A second challenge is posed by a large component of random error. It originates from intrinsic fine-scale process variation such as microbial metabolic pathways, gas diffusion, or microbial population dynamics and, to a smaller extent, from instrumentation error and flux calculations (Lavoie et al., 2015; Pérez-Priego et al., 2015). Random error is usually assumed to be normally distributed with constant variance; however, violation of this assumption poses problems for analysis and aggregation across space and time. A first problem is the increasing variance with increasing flux, which violates the assumption of homoscedasticity of variance, which is the base of many statistical tests. A second problem is the occurrence of strong tails, i.e., higher probability of large absolute errors (Savage et al., 2008; Cueva et al., 2015; Lavoie et al., 2015) compared to the normal assumption. This is often associated with hot spots and hot moments, i.e., locations or times where large fluxes occur on a small scale (Leon et al., 2014; Vargas et al., 2018). To overcome these problems, Savage et al. (2008) proposed using the Laplace distribution. Whether this proposal is applicable depends on how the data will be used. For instance, model data integration studies can use the Laplace assumption by using a cost function that is based on the median absolute deviation rather than the squared difference (Richardson et al., 2006). However, other statistical methods still rely on the normal assumption. For instance, using mixed-effects models (Pinheiro and Bates, 2000; Zuur et al., 2009) in aggregating measurements across several chambers requires the normal assumption for a random effect to represent grouping in the data.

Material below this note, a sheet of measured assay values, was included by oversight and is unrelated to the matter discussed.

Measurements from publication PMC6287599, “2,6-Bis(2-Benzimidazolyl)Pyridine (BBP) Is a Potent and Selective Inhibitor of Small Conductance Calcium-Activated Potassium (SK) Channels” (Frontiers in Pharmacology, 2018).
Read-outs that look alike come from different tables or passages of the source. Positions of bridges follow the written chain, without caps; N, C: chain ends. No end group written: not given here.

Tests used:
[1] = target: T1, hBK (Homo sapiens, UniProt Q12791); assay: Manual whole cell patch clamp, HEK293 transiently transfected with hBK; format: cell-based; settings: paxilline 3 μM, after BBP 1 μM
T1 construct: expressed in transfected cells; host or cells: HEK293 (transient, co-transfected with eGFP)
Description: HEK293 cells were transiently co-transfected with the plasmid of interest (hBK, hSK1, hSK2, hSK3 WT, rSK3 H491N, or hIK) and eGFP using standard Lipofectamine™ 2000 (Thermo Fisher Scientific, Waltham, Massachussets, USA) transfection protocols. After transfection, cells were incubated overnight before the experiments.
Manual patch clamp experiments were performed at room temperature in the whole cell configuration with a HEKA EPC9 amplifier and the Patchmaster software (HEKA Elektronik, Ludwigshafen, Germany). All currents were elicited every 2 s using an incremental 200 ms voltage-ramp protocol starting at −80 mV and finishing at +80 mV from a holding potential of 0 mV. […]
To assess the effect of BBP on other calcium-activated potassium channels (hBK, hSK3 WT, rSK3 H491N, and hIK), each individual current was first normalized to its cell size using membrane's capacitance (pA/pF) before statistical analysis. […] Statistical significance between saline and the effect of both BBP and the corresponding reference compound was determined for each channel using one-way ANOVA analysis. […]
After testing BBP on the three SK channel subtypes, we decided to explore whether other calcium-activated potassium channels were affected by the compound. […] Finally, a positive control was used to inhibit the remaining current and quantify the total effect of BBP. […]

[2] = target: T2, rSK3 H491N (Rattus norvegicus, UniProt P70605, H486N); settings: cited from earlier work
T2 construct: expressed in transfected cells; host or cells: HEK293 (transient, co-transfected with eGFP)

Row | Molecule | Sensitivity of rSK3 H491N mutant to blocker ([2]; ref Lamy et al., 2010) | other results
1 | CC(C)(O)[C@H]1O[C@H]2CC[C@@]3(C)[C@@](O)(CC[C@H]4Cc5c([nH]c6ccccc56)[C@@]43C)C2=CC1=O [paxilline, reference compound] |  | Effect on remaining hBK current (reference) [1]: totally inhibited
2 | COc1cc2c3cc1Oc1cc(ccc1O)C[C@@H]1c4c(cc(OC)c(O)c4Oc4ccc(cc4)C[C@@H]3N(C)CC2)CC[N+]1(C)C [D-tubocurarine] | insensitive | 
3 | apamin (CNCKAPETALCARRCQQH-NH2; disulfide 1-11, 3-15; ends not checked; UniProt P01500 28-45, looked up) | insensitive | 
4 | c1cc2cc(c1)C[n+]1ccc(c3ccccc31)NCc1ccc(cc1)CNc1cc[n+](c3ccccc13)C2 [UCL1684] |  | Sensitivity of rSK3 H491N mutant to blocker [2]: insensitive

The error distribution model becomes important for studies of model data integration, inverse modeling, and data assimilation (Zobitz et al., 2011; Wutzler and Carvalhais, 2014). In such studies one has to specify a cost function that usually depends on the likelihood of the observations given their uncertainties and the model prediction. The results of such studies often depend strongly on the choice of the cost function (Schoups and Vrugt, 2010; Vrugt and Sadegh, 2013). Using a cost function based on squared differences corresponds to the normal assumption, while a cost function based on the median absolute deviation corresponds to the assumption of error terms following a Laplace distribution (Richardson et al., 2006). A cost function based on the squared difference of log-transformed predictions and observations corresponds to the lognormal assumption.
In this study, we tackle this second challenge of analyzing and aggregating flux data associated with random error. We evaluate the assumption of random error being lognormally distributed as an alternative to the assumption of additive random error from a normal or Laplace distribution.
The lognormal distribution describes measurements with a more or less skewed distribution. It is defined as a continuous probability distribution of a random variable whose logarithm is normally distributed. Such distributions often arise when values are not negative, such as the usual case with soil CO2 efflux that is mainly driven by autotrophic and heterotrophic respiration (but see Fa et al., 2016, and Roland et al., 2013, for exceptions in alkaline low-organic-matter soils). While the combination of complex additive processes or the sum of random numbers leads to normally distributed observations, a combination of multiplicative processes or the product of random numbers leads to lognormal observations (Limpert et al., 2001) . With the lognormal assumption, log-transforming observations allows further analysis using the normal assumption.
The objectives of this study are, first, to demonstrate that using the lognormal assumption leads to improved analysis of soil CO2 efflux and, second, to help readers to apply the lognormal assumption to their own data.